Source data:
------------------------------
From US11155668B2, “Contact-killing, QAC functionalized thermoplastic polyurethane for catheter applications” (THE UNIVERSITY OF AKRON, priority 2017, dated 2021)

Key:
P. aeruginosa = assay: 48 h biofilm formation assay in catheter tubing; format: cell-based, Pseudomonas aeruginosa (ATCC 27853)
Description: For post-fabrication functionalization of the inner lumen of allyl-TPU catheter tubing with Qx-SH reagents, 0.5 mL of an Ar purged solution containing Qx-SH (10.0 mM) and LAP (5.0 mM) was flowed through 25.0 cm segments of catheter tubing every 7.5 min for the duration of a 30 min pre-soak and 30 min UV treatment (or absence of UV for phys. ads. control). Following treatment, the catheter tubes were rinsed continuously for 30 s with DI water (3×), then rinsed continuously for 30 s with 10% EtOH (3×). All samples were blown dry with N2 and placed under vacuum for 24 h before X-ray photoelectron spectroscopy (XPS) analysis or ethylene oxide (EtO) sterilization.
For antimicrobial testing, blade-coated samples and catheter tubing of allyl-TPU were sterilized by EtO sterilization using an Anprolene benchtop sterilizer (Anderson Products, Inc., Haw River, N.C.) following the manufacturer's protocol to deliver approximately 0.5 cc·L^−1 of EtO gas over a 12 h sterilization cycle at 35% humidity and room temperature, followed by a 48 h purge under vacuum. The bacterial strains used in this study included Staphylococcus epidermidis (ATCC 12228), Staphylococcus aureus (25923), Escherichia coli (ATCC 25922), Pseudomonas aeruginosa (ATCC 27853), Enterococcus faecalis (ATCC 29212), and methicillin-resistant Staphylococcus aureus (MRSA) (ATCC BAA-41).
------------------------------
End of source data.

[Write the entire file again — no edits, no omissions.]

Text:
From US11155668B2, “Contact-killing, QAC functionalized thermoplastic polyurethane for catheter applications” (THE UNIVERSITY OF AKRON, priority 2017, dated 2021)

Key:
P. aeruginosa = assay: 48 h biofilm formation assay in catheter tubing; format: cell-based, Pseudomonas aeruginosa (ATCC 27853)
Description: For post-fabrication functionalization of the inner lumen of allyl-TPU catheter tubing with Qx-SH reagents, 0.5 mL of an Ar purged solution containing Qx-SH (10.0 mM) and LAP (5.0 mM) was flowed through 25.0 cm segments of catheter tubing every 7.5 min for the duration of a 30 min pre-soak and 30 min UV treatment (or absence of UV for phys. ads. control). Following treatment, the catheter tubes were rinsed continuously for 30 s with DI water (3×), then rinsed continuously for 30 s with 10% EtOH (3×). All samples were blown dry with N2 and placed under vacuum for 24 h before X-ray photoelectron spectroscopy (XPS) analysis or ethylene oxide (EtO) sterilization.
For antimicrobial testing, blade-coated samples and catheter tubing of allyl-TPU were sterilized by EtO sterilization using an Anprolene benchtop sterilizer (Anderson Products, Inc., Haw River, N.C.) following the manufacturer's protocol to deliver approximately 0.5 cc·L^−1 of EtO gas over a 12 h sterilization cycle at 35% humidity and room temperature, followed by a 48 h purge under vacuum. The bacterial strains used in this study included Staphylococcus epidermidis (ATCC 12228), Staphylococcus aureus (25923), Escherichia coli (ATCC 25922), Pseudomonas aeruginosa (ATCC 27853), Enterococcus faecalis (ATCC 29212), and methicillin-resistant Staphylococcus aureus (MRSA) (ATCC BAA-41).